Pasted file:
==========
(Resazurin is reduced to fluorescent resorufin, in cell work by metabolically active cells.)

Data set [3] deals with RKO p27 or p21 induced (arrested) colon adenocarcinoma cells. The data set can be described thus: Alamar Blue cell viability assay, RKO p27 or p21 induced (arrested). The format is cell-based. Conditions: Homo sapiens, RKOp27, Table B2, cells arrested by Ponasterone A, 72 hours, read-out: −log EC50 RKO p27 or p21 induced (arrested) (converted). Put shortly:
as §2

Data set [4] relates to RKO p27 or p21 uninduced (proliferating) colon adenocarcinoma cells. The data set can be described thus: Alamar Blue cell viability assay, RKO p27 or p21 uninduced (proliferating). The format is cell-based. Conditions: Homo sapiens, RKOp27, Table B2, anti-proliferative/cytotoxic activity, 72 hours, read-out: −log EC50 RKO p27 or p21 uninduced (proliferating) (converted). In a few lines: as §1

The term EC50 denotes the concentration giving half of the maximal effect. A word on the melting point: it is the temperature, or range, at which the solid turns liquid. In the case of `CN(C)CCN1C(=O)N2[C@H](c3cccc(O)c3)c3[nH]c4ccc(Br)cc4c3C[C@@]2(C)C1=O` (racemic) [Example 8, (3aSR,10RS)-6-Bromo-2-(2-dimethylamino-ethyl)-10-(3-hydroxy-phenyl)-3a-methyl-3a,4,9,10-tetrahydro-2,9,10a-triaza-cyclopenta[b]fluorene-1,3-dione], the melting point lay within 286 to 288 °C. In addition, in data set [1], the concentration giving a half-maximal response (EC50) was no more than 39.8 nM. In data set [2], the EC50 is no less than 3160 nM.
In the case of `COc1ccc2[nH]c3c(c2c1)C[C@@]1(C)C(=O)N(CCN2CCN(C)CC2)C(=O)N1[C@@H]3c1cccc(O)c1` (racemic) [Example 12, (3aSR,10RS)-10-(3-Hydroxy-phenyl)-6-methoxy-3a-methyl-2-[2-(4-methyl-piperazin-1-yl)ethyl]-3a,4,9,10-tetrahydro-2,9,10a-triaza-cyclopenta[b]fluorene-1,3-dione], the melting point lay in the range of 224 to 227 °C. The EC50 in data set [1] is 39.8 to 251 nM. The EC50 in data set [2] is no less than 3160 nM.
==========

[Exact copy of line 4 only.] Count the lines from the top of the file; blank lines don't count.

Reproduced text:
Data set [4] relates to RKO p27 or p21 uninduced (proliferating) colon adenocarcinoma cells. The data set can be described thus: Alamar Blue cell viability assay, RKO p27 or p21 uninduced (proliferating). The format is cell-based. Conditions: Homo sapiens, RKOp27, Table B2, anti-proliferative/cytotoxic activity, 72 hours, read-out: −log EC50 RKO p27 or p21 uninduced (proliferating) (converted). In a few lines: as §1